For over a quarter of a century, I've trapped four to six gophers a year in my half-acre garden near San Diego.
Top photo: If an agave keels over and there's a clean, concave depression at its base, a gopher likely got it. But more often the cause of agave collapse is snout weevil.
UPDATE: A newly introduced gopher trap preferred by my gardener is the GopherHawk, shown here.
When I go after gophers myself, I use conventional traps like those used on the avocado ranch where I grew up.
If I can catch gophers, so can you. Here's how.
- Obtain at least four "Victor M9013" gopher traps (sometimes called Macabee or Sweeney's).
- Tie heavy string several feet long to the end of the trap opposite its pincher-jaws. You'll use it to pull the trap out of the hole, hopefully along with a freshly-caught gopher.
- Watch a video that shows how to set the trap.
- Pro tip: It's much easier to dig in moist soil, so after a rainstorm is a good time to set traps.
- Dig down into the tunnel with a shovel. Aim to expose two openings, one in each direction, so you can catch the gopher coming or going. (Granted, two holes aren't always possible. Gopher tunnels seldom go in a straight line, nor are they necessarily parallel to the surface.)
- With a trowel, clear each opening so there's space to insert a trap. Sometimes it's easier to reach into a hole with your hand and scoop dirt out, which also is the best way to discern if a hole does indeed lead into a tunnel.
- Insert a set trap into each hole. Hold the trap by the string end and push the metal square forward with your thumb to keep the trigger wire in place.
- Extend the string outside the hole and tie it to a stake. This ensures that you can find the trap later, that a gopher can't drag it deeper into the hole, and that you won't have to reach into the hole to remove the trap.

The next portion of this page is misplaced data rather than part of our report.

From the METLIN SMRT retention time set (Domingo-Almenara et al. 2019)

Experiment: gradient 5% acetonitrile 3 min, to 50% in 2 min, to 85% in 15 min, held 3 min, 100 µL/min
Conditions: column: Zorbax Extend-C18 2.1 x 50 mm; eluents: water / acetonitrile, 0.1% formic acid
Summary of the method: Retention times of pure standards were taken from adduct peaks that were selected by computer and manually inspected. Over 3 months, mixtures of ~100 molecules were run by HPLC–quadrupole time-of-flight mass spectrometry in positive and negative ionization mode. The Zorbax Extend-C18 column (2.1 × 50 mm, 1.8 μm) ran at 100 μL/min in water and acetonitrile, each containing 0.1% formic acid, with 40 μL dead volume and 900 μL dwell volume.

- Set four traps, minimum. The more tunnels you open and the more traps you set, the better your chances.
- Pro tip: Cover holes, because if a gopher sees light, it'll push dirt into the trap while trying to close the opening. I make a "roof" of cardboard. Try not to let pebbles, leaves and dirt fall into the hole.
- Check traps the next day. If they're empty, reevaluate their locations and try again.
- Traps are too expensive to discard with a gopher. Shake the gopher into a plastic bag, tie the top, and set it out with the trash.
- Collapse gopher runs by slicing into them with a shovel, thereby making it less easy for a new gopher to use them. Gophers are antisocial except when mating, but if there's an unoccupied network of tunnels, one will move in.
- Pro tip: Keep open a run that leads into your yard from a neighbor's. When the opening fills with soil, you'll know a gopher is active, and you can catch it early.
Are there other options?
Above: Protect roots of vulnerable plants by lining planting holes with chicken wire.
Poison bait is another option, but it has a shelf life, may endanger pets and beneficial animals, and you don't know for sure you've caught the gopher because there's no evidence (but maybe that's a good thing). Use a metal bar to poke the ground around a gopher mound until the bar drops into a tunnel. Funnel bait through the hole into the tunnel. Cover the hole so light doesn't enter.
And no, it doesn't help to put a hose down a gopher hole. The water simply soaks into the soil.